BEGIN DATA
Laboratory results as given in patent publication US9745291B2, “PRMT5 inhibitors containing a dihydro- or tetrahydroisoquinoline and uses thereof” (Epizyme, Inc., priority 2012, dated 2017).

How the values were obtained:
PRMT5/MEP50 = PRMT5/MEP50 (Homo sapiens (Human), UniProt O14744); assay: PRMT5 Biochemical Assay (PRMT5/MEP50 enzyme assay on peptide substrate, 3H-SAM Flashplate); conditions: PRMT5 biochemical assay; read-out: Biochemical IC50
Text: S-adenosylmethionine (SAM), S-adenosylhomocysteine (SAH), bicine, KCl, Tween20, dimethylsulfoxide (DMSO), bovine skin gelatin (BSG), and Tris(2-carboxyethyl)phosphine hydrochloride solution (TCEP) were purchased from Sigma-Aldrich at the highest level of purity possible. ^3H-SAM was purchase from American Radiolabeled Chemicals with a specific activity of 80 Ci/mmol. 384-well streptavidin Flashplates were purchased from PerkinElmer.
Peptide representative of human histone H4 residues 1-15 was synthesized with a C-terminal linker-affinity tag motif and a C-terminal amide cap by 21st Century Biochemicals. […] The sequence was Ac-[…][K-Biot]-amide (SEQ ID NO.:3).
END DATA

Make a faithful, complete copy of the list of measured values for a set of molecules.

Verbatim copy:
Laboratory results as given in patent publication US9745291B2, “PRMT5 inhibitors containing a dihydro- or tetrahydroisoquinoline and uses thereof” (Epizyme, Inc., priority 2012, dated 2017).

How the values were obtained:
PRMT5/MEP50 = PRMT5/MEP50 (Homo sapiens (Human), UniProt O14744); assay: PRMT5 Biochemical Assay (PRMT5/MEP50 enzyme assay on peptide substrate, 3H-SAM Flashplate); conditions: PRMT5 biochemical assay; read-out: Biochemical IC50
Text: S-adenosylmethionine (SAM), S-adenosylhomocysteine (SAH), bicine, KCl, Tween20, dimethylsulfoxide (DMSO), bovine skin gelatin (BSG), and Tris(2-carboxyethyl)phosphine hydrochloride solution (TCEP) were purchased from Sigma-Aldrich at the highest level of purity possible. ^3H-SAM was purchase from American Radiolabeled Chemicals with a specific activity of 80 Ci/mmol. 384-well streptavidin Flashplates were purchased from PerkinElmer.
Peptide representative of human histone H4 residues 1-15 was synthesized with a C-terminal linker-affinity tag motif and a C-terminal amide cap by 21st Century Biochemicals. […] The sequence was Ac-[…][K-Biot]-amide (SEQ ID NO.:3).